He winked at me. Did he wink? I’m sure he winked.
‘Dad, I got this letter about my NCT before Christmas and I forgot to tell you.’
‘When’s it due?’
‘Next week. Sorry.’
‘Oh Jesus, OK. And you’re working, yeah?’
‘Yes. I can get the bus to Derry.’
‘And I get to do the NCT, great. Alright, but next time…’
‘Yeah, I know, I’m sorry.’
OK, Google, NCT bookings, next week. No, I don’t know the registration number.
‘What’s your registration? Never mind, I found it.’
04CN… Letterkenny? No. Carndonagh? No. Derrybeg? Not Derrybeg. Well, if I have to.
Next Wednesday, 8.15am… Wednesday… that’s my birthday. For fuck sakes.
I hate my alarm music.
‘Happy Birthday, love,’ says my wife.
‘Thanks. Better get going.’
‘Highland say there’s a yellow warning for snow. Drive carefully.’
‘That’s fantastic. Yeah, I’ll take it handy.’
The clouds are orange from the town’s sodium streetlight glare, but that fades as I drive.
It’s 45km, says the sat-nav.
‘It’ll be grand,’ I mutter to myself.
And then the snow starts, soft, chunky flakes, swirling in the headlights.
‘It’ll be grand.’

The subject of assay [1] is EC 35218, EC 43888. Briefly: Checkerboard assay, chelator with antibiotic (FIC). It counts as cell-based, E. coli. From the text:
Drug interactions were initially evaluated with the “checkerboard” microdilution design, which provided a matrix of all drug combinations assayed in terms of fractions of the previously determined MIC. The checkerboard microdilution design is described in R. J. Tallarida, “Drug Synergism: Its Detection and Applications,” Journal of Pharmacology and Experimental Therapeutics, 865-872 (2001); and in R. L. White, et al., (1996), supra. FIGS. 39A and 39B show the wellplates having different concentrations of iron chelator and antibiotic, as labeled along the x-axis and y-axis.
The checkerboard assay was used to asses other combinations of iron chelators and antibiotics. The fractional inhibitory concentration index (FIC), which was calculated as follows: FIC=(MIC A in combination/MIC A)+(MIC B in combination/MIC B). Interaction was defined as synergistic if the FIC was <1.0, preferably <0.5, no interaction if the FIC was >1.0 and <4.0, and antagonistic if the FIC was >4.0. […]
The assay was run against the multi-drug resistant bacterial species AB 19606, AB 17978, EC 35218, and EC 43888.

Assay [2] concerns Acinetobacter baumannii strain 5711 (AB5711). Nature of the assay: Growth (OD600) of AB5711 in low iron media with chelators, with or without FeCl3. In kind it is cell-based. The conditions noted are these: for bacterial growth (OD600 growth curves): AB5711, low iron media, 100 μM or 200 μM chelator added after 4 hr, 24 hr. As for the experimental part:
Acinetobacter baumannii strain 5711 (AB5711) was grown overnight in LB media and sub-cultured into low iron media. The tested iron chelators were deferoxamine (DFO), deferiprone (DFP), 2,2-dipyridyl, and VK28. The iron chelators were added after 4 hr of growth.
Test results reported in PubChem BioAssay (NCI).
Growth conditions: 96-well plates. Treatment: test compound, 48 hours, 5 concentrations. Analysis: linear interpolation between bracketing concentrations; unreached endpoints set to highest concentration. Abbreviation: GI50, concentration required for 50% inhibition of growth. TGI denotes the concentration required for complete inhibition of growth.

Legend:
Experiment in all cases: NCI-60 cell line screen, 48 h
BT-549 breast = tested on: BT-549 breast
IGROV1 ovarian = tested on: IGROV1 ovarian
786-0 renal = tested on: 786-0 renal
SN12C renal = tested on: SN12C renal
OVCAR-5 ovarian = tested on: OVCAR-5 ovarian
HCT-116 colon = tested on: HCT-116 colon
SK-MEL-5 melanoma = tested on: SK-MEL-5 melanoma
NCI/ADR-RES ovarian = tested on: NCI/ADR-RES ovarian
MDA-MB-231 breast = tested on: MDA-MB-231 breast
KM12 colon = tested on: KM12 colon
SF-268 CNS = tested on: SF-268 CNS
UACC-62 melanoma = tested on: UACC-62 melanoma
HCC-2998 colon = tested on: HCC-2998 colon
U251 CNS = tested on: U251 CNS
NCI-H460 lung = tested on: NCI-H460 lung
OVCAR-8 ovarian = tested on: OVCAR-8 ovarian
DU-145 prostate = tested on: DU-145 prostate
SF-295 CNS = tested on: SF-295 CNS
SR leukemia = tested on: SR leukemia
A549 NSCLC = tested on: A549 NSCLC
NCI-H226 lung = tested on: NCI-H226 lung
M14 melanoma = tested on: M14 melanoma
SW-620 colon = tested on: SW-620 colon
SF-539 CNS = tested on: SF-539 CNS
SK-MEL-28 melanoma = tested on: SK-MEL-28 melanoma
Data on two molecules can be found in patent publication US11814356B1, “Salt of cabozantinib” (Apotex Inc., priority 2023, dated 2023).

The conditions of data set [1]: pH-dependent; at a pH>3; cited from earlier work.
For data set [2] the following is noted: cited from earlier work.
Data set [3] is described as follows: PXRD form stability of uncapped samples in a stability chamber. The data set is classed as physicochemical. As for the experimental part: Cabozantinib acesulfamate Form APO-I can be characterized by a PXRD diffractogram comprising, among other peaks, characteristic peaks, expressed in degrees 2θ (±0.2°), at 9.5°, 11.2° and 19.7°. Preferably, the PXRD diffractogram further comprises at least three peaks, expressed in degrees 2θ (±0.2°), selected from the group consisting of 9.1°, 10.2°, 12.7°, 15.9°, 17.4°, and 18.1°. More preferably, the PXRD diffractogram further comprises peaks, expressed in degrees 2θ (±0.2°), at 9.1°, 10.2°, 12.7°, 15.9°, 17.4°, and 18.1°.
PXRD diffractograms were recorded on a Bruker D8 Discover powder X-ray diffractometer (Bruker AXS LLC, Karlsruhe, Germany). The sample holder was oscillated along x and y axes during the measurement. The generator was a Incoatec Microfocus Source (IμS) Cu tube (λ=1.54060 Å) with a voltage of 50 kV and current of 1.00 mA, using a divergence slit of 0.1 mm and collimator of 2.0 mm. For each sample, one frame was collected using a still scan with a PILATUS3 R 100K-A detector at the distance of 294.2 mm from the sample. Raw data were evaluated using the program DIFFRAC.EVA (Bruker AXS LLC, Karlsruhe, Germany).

I take the left at Termon, for the back road behind Errigal. The snow follows me.
They don’t bother with bad-bend arrows out here, everybody knows the road wanders like a drunk, past Glenveagh and then up, over the bog, between the mountains.
They close the back road when it snows, or when someone disappears off the edge of the crumbled grit they call tarmac.
‘It’ll be grand.’
I crawl down the hill, into Dunlewey and thank the gods. The garage is open and they have a coffee machine.
‘How’re you? Not many out this morning. Snow’ll be bad, they say.’
‘Aye, but I’ve an NCT,’
‘Derrybeg? You’ll be grand. Sound lads over there.’
Fifteen minutes later, I pull in to the Test Centre. A freezing shed on the industrial estate.
‘Take a seat, we’ll be with you as soon as.’
There are three other folk on plastic seats, dreading the inspection.
The lights go out.
We all wander outside. No streetlights. No lights in the houses.
The tester fellah rings the ESB.
‘Might be five this afternoon, they say,’ he shouts through the glass. ‘Do youse want to hang on?’
The other waiters shake their heads and head off into the flurries, clutching rebooking forms.
‘Aye,’ I nod. ‘I’ve come from Letterkenny, and I’m not driving back in that.’
We share cigarettes, bad jokes, and curse the government.
We wait some more.
An hour later.
Beep. Beep. Beep.
The lights flicker on.
‘I’ll have you through as soon as the computers are up and running.’
I sit again.
Half an hour, usually.
Brakes, steering, tyres, emissions, CV joints.
They’ll fail them all. The car’s fifteen years old.
And then it’ll be a decision. Scrap it or fork out six hundred bucks to get it fix…
‘That’s you. All done.’
He hands me the new NCT certificate.
The car was in for all of five minutes.
And he winked.by